Nawangwe stressed the importance of a carefully designed program that can allow continuous collaboration, create an opportunity for joint publications, access to literature and pathway for academic growth to reduce brain-drain and loss of talents in Africa. – Barnabas Nawangwe.


Nawangwe explained three main issues in Uganda and in Africa: (1) The very low number of research and publications; (2) The high number of “brain-drain” associated with student academic mobility, and (3) The poor resources and facilities. He discussed how the Makerere-SIDA created a better research, teaching and learning environment for the University of Makerere in the last 20 years. There was 100% retention of 400 graduate students who were trained through this program and later hired in the university, increasing the ratio of PhD holders to 70% of the faculty. Also, 250 faculty were trained as supervisors raising the supervision capacity by 300%, which allowed for increased admission of graduate students and improved the quality of teaching and learning raising the number of research and publications from 120 to 900 in Africa. Nawangwe shared that this program was switched to virtual mode during COVID-19 with alternative online resources for the limited access to physical spaces (i.e., laboratories). He stressed the importance of a carefully designed program that can allow continuous collaboration, create an opportunity for joint publications, access to literature and pathway for academic growth to reduce brain-drain and loss of talents in Africa. His conclusion suggests that this Sandwich Model has helped in creating a sustainable ongoing learning collaboration with Sweden which is richer in academic capital and research.


Sandra Guarín, Director of the Office for International Relations at the Universidad Antonio Nariño (UAN) in Colombia, presented the UANs perspectives on student mobility and sustainability. In 2016, UAN started its participation in the internationalization laboratory of the American Council on Education, called the UAN-INT-LAB. Since then, it has adopted comprehensive internationalization as its conceptual model in which student mobility is one of the seven pillars of internationalization. The UAN-INT-LAB was a collective mutualistic order and a multidimensional construction process. She explained that for the development of the pillar of Internationalization and the SDGs, UAN considered indicators which correspond to the three action fronts: (1) Internationalization at home; (2) Mobility; (3) and Cooperation. Within UANs lines of action within the pillar of internationalization and SDGs, online mobility was not considered until the arrival of the pandemic. As a result, UAN developed and implemented a program called UAN Mobilize Online, which seeks to develop the participants’ inter-cultural and cyber-cultural skills through learning experiences mediated by Information and Communication Technologies (ICTs). She said that this program allows students to choose one or more types of online mobility with pre-authorization from the program director from among the following: student exchanges, internships, short programs, and co-tutoring. According to her, the new global scenario has led to a greater articulation at UAN between the coordination of mobility and the coordination of internationalization at home which shares similar objectives of physical mobility as these two should supplement each other. UAN Mobilize Online allows an experience of international interaction for students who may not be able to access and experience face-to-face mobility for economic, personal, or work reasons which results in democratizing internationalization. She mentioned that online mobility not only allows for the overcoming of social and economic barriers, but it is also efficient in terms of time and cost and contributes to the environmental dimension of development and sustainability. She concluded by stating that the democratic and inclusive nature of online mobility should continue to be encouraged and strengthened beyond the COVID-19 scenario.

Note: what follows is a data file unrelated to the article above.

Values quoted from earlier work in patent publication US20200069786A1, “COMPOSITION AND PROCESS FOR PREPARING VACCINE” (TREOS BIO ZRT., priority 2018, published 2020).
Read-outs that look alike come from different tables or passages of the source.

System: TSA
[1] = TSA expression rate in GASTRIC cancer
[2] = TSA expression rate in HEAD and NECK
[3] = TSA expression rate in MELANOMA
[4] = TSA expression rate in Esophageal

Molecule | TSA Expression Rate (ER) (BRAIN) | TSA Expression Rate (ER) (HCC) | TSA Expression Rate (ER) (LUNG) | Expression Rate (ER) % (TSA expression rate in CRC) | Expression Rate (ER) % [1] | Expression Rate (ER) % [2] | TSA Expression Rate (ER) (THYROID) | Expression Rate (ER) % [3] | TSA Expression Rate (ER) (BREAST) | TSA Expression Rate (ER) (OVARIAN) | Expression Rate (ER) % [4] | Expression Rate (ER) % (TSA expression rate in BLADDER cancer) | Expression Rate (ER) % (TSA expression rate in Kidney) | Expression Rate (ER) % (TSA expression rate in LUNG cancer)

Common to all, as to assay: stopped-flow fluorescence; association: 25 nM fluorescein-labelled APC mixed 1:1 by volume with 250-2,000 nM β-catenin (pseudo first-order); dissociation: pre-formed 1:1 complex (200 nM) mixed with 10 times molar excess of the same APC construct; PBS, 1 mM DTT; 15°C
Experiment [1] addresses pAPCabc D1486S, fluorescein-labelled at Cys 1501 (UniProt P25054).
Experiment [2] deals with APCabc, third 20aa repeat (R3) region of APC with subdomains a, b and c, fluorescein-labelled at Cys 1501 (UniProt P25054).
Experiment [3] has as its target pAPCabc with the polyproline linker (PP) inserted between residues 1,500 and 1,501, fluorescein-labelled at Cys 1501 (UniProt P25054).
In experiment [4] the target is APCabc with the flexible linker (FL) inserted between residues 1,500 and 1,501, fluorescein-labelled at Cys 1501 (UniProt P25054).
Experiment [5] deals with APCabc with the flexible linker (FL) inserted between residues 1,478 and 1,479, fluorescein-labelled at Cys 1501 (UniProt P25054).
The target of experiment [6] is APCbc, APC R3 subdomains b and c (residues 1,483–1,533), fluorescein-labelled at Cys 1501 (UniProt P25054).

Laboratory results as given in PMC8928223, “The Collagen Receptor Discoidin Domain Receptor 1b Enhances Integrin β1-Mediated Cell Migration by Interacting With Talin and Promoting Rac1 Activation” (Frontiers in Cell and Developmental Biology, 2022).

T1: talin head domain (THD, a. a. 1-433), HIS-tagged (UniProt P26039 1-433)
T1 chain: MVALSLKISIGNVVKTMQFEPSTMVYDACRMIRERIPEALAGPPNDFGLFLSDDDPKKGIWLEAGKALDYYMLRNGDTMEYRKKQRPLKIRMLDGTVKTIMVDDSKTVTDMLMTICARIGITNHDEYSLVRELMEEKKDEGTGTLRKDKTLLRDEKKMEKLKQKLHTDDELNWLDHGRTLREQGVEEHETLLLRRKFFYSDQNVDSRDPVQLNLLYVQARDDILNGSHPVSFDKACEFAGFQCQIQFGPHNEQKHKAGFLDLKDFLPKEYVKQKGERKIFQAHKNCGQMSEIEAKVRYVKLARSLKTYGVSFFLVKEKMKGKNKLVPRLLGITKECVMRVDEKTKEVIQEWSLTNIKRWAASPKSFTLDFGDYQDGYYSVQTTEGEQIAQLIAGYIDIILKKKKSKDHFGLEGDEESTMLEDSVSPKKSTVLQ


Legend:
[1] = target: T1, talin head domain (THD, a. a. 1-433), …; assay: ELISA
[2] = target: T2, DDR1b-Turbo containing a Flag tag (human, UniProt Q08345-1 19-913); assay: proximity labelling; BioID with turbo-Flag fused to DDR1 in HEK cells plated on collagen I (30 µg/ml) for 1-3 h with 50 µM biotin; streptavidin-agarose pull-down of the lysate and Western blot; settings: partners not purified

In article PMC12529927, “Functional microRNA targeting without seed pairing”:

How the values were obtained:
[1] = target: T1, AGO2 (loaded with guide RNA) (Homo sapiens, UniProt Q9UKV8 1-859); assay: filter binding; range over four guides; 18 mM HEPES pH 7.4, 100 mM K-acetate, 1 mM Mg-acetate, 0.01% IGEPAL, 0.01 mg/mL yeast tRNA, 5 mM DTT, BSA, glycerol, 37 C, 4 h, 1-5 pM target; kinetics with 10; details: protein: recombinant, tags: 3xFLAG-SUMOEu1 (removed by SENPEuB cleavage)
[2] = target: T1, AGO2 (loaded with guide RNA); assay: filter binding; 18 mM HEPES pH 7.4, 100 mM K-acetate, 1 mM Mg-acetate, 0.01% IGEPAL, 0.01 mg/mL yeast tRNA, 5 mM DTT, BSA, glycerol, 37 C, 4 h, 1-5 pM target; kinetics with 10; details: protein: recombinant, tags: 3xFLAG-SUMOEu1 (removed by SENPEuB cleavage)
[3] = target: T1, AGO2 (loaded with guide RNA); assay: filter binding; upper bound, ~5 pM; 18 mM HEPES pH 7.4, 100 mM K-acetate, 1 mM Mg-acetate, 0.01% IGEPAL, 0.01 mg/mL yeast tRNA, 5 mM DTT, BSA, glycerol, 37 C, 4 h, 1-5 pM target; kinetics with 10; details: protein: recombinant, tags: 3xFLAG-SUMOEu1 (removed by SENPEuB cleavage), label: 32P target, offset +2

All presenters agreed that sustainable internationalization strategies are needed in order to promote sustainable development in all academic and professional fields, bearing in mind the effects of the pandemic. The panelists discussed traditional and innovative models in their home institutions while explaining how they have adapted during the COVID-19 pandemic. The proposed ideas converge to one model of alternative student mobility which is the virtual mobility through online learning. The presenters recognize the limitations of a virtual model due to the limited access to technology by underprivileged students. It was also evident from the talks that Europe is leading in those initiatives with a focus on the European population but limited in terms of providing access to other continents, such as Asia and Africa. Europe is likely to have a more robust framework for student mobility with carefully designed processes and outcomes.